Hi, thought I would tie up this thread with what I ended up doing. After considering lots of valid reasons from both sides with regards to Olympic vs. Buck, including thru advice from the Airstream factory itself , I decided, for my own reasons to replace the Olympics with the Buck rivet. " Buck it ", I thought " just do a bit each day and you'll be there in no time". The reason I changed them was simply because I could. And sometime soon, that option would have dissappeared behind the interior skin as it went on. I would really like to think that the Sovereign will still be around in another 40 years or so, and that the buck rivets will help that happen.
I forgot to mention a shell failure that you should fix.

Hopefully the inside is still gutted.

The shell in your model, above the windows forward of the door, has a great tendency to fatigue crack.

The fix is to double up the main bow section from the inside of the shell.

Adding stiffeners to both the front and rear side of those two windows, adds enough strength to avoid that problem.

The next trick is to have an aluminum material as thick as the main bows, but also contoured to the shape of the shell.

Adding some horizontal stringers above, between and below those two windows will also help. Buck riveting them to the added and present main bows is essential.

The cause of the problem is the weakness of the shell between the entrance door and station "0" which is the first main bow, is the 2 large windows.

Buck riveting those pieces in place is recommended.

Andy
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Old 05-10-2008, 03:30 PM   #27
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Quote:
Originally Posted by Inland RV Center, In
I forgot to mention a shell failure that you should fix.

Hopefully the inside is still gutted.

The shell in your model, above the windows forward of the door, has a great tendency to fatigue crack.

The fix is to double up the main bow section from the inside of the shell.

Adding stiffeners to both the front and rear side of those two windows, adds enough strength to avoid that problem.

The next trick is to have an aluminum material as thick as the main bows, but also contoured to the shape of the shell.

Adding some horizontal stringers above, between and below those two windows will also help. Buck riveting them to the added and present main bows is essential.

The cause of the problem is the weakness of the shell between the entrance door and station "0" which is the first main bow, is the 2 large windows.

Buck riveting those pieces in place is recommended.

Andy
Bugger, and here's me thinking I was getting somewhere! Couple more years to go by the sound of things.

Andy, yet again, my thanks to you for your constructive advice, although I am in need of getting up to speed with the terminology.

Firstly, yes (thankfully by the sounds of it), the trailer remains unlined on the interior. Where you refer to the "main bow section", am I correct in taking that term as what I would call the ribs fore and aft of the windows in front of the door?
In the attached pics, the rib running directly between the door and the windows ahead of the door is actually curtailed, then offset to run down between the windows on the opposite side ( factory ). As I see it, the roof panel would be loaded in that offset area.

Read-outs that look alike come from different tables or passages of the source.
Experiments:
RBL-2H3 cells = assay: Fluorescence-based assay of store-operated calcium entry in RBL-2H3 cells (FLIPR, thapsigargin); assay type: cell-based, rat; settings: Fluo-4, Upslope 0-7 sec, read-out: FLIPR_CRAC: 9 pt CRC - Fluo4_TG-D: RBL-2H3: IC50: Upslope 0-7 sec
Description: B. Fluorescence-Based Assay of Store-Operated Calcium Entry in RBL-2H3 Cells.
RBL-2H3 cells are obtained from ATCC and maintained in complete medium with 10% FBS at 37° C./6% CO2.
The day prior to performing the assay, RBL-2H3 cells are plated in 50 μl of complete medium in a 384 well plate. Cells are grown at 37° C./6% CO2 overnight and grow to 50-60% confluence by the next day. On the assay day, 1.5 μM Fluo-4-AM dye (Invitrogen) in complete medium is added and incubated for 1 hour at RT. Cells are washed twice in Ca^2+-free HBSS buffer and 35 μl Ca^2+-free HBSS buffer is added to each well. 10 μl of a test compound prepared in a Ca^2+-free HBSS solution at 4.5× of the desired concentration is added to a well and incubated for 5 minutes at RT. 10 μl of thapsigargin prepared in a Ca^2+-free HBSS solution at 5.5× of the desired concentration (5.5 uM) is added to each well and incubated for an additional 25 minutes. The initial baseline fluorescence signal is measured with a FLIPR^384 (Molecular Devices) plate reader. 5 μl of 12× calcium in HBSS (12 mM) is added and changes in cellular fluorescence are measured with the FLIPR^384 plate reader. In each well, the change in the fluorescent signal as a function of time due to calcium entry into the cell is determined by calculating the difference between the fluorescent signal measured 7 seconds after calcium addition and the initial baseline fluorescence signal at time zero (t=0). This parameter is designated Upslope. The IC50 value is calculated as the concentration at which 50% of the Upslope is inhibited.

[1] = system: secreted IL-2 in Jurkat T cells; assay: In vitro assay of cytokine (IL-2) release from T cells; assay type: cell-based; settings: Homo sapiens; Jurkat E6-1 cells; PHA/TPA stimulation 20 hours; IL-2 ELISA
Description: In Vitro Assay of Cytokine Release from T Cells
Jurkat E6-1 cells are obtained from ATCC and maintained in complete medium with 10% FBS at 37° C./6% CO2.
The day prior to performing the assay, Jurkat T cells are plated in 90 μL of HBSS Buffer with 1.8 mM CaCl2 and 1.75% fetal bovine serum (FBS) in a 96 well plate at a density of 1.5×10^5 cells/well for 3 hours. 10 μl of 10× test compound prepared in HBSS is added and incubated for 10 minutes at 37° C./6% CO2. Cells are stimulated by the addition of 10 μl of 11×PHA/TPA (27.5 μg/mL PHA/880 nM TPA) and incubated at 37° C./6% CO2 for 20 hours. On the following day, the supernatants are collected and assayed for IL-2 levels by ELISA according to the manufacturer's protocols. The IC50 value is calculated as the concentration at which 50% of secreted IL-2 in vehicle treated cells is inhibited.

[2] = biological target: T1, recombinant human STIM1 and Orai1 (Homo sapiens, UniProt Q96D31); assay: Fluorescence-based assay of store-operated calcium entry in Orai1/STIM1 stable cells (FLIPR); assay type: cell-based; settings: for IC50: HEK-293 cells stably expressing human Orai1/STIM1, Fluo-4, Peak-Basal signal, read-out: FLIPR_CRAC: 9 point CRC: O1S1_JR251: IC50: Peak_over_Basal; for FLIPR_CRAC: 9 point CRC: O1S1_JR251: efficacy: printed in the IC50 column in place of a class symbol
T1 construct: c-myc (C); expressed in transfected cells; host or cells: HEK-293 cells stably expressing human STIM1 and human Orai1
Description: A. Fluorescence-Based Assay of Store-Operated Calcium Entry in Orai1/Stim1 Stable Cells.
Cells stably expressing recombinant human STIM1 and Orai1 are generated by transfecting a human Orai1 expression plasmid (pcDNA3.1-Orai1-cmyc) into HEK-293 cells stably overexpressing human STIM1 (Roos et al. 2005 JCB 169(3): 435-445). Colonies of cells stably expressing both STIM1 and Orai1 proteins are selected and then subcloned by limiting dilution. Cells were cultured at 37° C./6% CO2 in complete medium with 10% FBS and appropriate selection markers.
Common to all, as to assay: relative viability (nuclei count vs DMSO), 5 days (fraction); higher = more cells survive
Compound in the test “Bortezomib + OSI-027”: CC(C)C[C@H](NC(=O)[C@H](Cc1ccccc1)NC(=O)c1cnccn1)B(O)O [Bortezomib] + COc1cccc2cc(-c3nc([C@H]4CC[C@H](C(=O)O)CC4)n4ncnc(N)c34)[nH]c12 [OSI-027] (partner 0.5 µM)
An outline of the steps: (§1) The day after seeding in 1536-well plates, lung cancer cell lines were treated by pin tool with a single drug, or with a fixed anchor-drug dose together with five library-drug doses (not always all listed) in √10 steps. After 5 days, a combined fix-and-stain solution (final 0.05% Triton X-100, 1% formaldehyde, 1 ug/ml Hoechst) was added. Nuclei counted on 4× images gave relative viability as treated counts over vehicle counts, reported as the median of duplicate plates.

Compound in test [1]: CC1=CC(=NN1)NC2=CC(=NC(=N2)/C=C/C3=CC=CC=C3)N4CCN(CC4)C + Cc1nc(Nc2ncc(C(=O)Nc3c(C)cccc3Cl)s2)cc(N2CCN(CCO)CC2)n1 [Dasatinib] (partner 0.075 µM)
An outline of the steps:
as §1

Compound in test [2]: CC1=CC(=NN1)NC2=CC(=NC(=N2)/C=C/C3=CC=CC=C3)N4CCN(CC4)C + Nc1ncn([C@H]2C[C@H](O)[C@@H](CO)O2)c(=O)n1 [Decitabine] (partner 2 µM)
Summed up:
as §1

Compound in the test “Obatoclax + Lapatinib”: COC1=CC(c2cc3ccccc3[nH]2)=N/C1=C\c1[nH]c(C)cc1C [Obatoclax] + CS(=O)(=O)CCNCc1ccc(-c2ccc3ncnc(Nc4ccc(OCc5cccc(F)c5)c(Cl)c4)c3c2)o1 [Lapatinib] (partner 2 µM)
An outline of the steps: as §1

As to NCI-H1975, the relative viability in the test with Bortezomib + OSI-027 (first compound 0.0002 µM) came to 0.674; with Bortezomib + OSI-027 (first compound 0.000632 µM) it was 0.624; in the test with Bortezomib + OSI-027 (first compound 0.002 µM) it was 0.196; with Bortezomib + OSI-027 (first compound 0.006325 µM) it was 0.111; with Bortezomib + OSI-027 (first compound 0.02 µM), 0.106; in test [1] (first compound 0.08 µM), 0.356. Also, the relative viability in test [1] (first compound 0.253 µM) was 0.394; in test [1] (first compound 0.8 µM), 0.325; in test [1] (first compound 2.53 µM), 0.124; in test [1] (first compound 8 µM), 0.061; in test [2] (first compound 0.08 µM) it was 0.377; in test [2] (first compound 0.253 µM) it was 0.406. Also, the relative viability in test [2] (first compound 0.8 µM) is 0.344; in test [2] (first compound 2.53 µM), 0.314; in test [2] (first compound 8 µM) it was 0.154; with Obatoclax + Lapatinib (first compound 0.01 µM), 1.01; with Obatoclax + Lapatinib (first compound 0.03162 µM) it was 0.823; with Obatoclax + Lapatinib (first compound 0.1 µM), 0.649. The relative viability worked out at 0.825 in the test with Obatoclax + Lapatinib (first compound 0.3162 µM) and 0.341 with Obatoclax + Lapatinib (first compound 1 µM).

As for materials, just off the top of my head, I could fabricate and scribe some flat ali' to "flitch " onto the side of the existing ribs, doubling the joins of the flat with another flitch with good laps. I feel like I have an intimate relationship with every square inch of the skin of the trailer after the whole polishing episode, should I be looking anywhere in particular for evidence of this fault?
Should the reinforcement be carried on through to the opposing windows side?

Pete
This feels like such a steep learning curve for me.
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Old 05-10-2008, 04:16 PM   #28
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Quote:
Originally Posted by Petethefeet
Bugger, and here's me thinking I was getting somewhere! Couple more years to go by the sound of things.

Andy, yet again, my thanks to you for your constructive advice, although I am in need of getting up to speed with the terminology.

Firstly, yes (thankfully by the sounds of it), the trailer remains unlined on the interior. Where you refer to the "main bow section", am I correct in taking that term as what I would call the ribs fore and aft of the windows in front of the door?
In the attached pics, the rib running directly between the door and the windows ahead of the door is actually curtailed, then offset to run down between the windows on the opposite side ( factory ). As I see it, the roof panel would be loaded in that offset area.
As for materials, just off the top of my head, I could fabricate and scribe some flat ali' to "flitch " onto the side of the existing ribs, doubling the joins of the flat with another flitch with good laps. I feel like I have an intimate relationship with every square inch of the skin of the trailer after the whole polishing episode, should I be looking anywhere in particular for evidence of this fault?
Should the reinforcement be carried on through to the opposing windows side?

Pete
This feels like such a steep learning curve for me.
Pete.

Don't give up the ship, er, the Airstream.

So far your doing great.

There is a learning curve to the terminology, but once you learn, it will stick with you better than your name.

The main bows are the ribs, if you wish.

The windows on the door side are the problem, not the road side.

The additions to the main bows forward of the door, only need to go maybe one foot or so, above the top of the wind.

What your trying to do it make a figure 8 from the floor to above the top of the window, forward of the door.

Hope this helps.

Andy